Redefining the Role of the AUA in Academic Anesthesiology

The mission of the Association of University Anesthesiologists (AUA) is “to promote excellence in academic anesthesiology through mentorship; promotion of diversity and inclusivity; and professional growth throughout the careers of educators, academic leaders, and researchers.” This mission, with a focus on the promotion of excellence in academic anesthesiology, might seem inconsistent with the common or historical perception of the AUA as an honorific society that merely recognizes excellence. The AUA is, however, thoughtfully transitioning to a more functional organization with the goal of actively expanding, advancing, and diversifying academic anesthesiology. This evolution might create discomfort for some, or even concern. As I consider the AUA and the state of academic anesthesiology, here are some reflections as to why this strategic refocusing is imperative.

  1. Academic anesthesiology is under threat. Economic and operational pressures, coupled with a relative lack of resources, have the potential to compromise the academic mission of anesthesiology as well as many other medical specialties. The traditional tripartite mission and co-equal status of clinical care, research, and education in the academic medical center can no longer be assumed. As such, the AUA cannot fully serve the field by only recognizing excellence—we must actively cultivate it.
  1. We need diverse teams to ensure a vibrant future for academic anesthesiology. Academic anesthesiology faces new threats, but it also has new and exciting opportunities. Diversity of perspective is an important way to foster creative solutions that can mitigate threats and actualize opportunities. The AUA must broaden the conception and recognition of individual accomplishments through a growth mindset that attracts committed academic anesthesiologists with diverse backgrounds and skills.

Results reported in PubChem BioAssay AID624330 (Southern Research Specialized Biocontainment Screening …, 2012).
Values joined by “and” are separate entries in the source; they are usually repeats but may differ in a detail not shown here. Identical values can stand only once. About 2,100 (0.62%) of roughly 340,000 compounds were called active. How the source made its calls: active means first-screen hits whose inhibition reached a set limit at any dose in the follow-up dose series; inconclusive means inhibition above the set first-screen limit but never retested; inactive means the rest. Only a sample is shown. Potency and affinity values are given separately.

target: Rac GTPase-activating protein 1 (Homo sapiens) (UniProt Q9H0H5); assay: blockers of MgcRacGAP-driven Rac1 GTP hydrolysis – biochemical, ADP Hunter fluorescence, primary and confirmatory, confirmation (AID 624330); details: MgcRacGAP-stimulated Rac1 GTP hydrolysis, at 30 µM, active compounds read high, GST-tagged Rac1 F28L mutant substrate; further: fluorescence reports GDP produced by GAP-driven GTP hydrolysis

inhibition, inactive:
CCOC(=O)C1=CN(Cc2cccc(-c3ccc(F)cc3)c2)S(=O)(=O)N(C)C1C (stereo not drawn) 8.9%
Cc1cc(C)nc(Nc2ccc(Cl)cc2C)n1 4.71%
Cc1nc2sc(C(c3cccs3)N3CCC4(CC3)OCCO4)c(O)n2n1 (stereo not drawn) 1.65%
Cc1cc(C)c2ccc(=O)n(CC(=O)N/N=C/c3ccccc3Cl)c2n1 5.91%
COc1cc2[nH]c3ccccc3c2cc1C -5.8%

2. A pivot from exclusivity does not mean a pivot from excellence. We must reject the artificial dichotomy of inclusivity vs. quality. Thoughtfully broadening the membership criteria of the AUA will be critical to building a stronger academic workforce that can advance the field in a multidimensional way. We cannot afford to leave any talent untouched or underdeveloped—the AUA should not just be a place where the giants roam but also a place where the giants grow. The AUA can be elite in its contributions without being elitist.
  3. We need to democratize scientific excellence and increase accessibility. Academic anesthesiology is a complex network and there is increasing evidence of the network phenomenon of “preferential attachment”—commonly embodied in the phrase “the rich get richer.” As funding and talent become more concentrated in a limited number of departments or institutions, the fabric of academic anesthesiology can weaken and a cultural divide can widen. Promoting engagement in data-sharing or research networks creates the possibility of democratizing scientific contributions. The AUA is committed to broader reach and inclusion of university anesthesiology departments to share best practices, mentorship, and support.
  4. We need to partner with organizations in our field and likeminded organizations in other fields. Academic anesthesiology has several organizations with unique strengths and foci. The AUA is committed to partnering thoughtfully and strategically to reduce duplication or competition and to enhance synergy. Furthermore, we need to partner with other academic organizations across diverse fields to understand best practices in promoting academic culture in a healthcare environment of increasing constraints. The AUA can be a vital partner in a team-based approach to advancing academic anesthesiology.

Fortunately, we have a plan. A task force—led by Jeff Kirsch, Dolores Njoku, Monica Vavilala, Keith Vogt, and Jeanine Wiener-Kronish, with the strong support of Vivian Abalama—worked intensely throughout 2021 to develop strategic direction. The entire AUA council—including the new chair of the Scientific Advisory Board, David Mintz, and the new chair of the Educational Advisory Board, Susan Martinelli—have been engaged in refining this plan. There is high enthusiasm as we begin implementation in 2022. Working together with a broad AUA membership that is collectively committed to excellence in the field, we are confident that we can achieve our ambitious goals to help secure and shape the future of academic anesthesiology.

Read Dr. Mashour’s article, “Redefining the Role of AUA in Academic Anesthesiology,” in ASA Monitor (Volume 86, Issue 4 | April 2022). Visit:


George A. Mashour, MD, PhD
President, AUA
Robert B. Sweet Professor & Chair,
Department of Anesthesiology
University of Michigan
Ann Arbor, Michigan